The Conference for Catholic Lesbians (CCL) ended as a membership organization in the mid-1990s.  After that, it resurrected on the web – www.cclonline.org – as a repository of articles from Images, the CCL newsletter, and an online forum that I managed until 2008 or so when it was hacked and I closed the site down.  The CCL papers, tapes, videos and photographs I had in my possession were donated to Marquette University, Raynor Memorial Libraries, Special Collections and University Archives.

Part of the CCL website was a blog I began, “Lesbian in a Catholic Sort of Way.”  That early effort led to my current blog, Nihil Obstat where I have a lot of fun writing about history, personalities, and current events; particularly the salacious misdeeds of hypocritical and homophobic clergy.  I also maintain a second blog, Green Canticle which focuses on Catholics and the environment.  Many of the posts are about saints and their love of animals. Their incorporation of Christian love into their relationships with wildlife is heartening and inspiring. I love the way they incorporate nature into spirituality. I’m on Instagram as “CatholicinNature.”

May 2021I am a pro-life feminist, married to a wonderful woman for almost 35 years. I had many happy years as a hockey mom and teaching our son a love for the outdoors and the spirituality we find there.  I’m now a grandmother, and look forward to showing my grandson the wonder and awe of the garden, and the tiny creatures that make their home there.

I am a “big tent” Catholic.   Our Church is home to all and should not just welcome people from one viewpoint or another. Although I identify as a liberal Catholic, I appreciate and respect the efforts of conservative Catholics to install reverence and beauty in our liturgies and to help people discover or rediscover the practices of fasting, the Liturgy of the Hours, the rosary, and observing the Lord’s Day.  They have also kept the issue of abortion in the public eye for 50 years; pointing out the incongruity of saving baby seals but not human fetuses.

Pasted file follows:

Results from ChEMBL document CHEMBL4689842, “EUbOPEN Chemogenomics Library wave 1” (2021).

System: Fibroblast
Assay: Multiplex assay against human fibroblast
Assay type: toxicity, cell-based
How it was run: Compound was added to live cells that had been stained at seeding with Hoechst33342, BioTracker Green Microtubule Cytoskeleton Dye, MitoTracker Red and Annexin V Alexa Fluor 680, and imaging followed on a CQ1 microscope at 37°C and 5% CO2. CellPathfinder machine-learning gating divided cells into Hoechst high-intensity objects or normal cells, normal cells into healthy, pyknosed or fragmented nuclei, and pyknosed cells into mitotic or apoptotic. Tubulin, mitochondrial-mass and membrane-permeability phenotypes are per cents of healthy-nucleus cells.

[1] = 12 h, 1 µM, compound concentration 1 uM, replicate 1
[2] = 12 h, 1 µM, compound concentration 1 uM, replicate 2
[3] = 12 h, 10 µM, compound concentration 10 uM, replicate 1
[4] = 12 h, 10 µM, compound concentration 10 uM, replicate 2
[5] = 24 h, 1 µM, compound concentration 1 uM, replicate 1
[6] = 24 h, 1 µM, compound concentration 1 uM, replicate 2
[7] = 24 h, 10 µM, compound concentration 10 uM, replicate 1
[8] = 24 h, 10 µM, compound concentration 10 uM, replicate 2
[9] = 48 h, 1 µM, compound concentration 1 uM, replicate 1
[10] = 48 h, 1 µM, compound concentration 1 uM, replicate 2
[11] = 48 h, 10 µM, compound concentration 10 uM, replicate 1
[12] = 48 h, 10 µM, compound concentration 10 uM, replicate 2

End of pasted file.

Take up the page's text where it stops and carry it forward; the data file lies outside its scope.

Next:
At the same time, I value and admire what liberal and moderate Catholics have brought to the Church and wider world. Specifically, the example of tenacity and resilience by holding fast to the faith in an age filled with hostile clerics and skeptical secularists; the emphasis on Christ’s teachings of love and mercy; and acting as the conscience of the Church to confront and bring to light the crimes of clerical sex abuse, all forms of discrimination, care for the environment and the need to be truly pro-life, not just pro-birth.

If we believe that we belong to a universal Church, it is vital that we get to know one another as people—not as representatives of hostile ideologies or strangers. If Christ took a risk by stepping outside of his society to encounter the Samaritan woman and Roman centurion, shouldn’t we follow in his footsteps?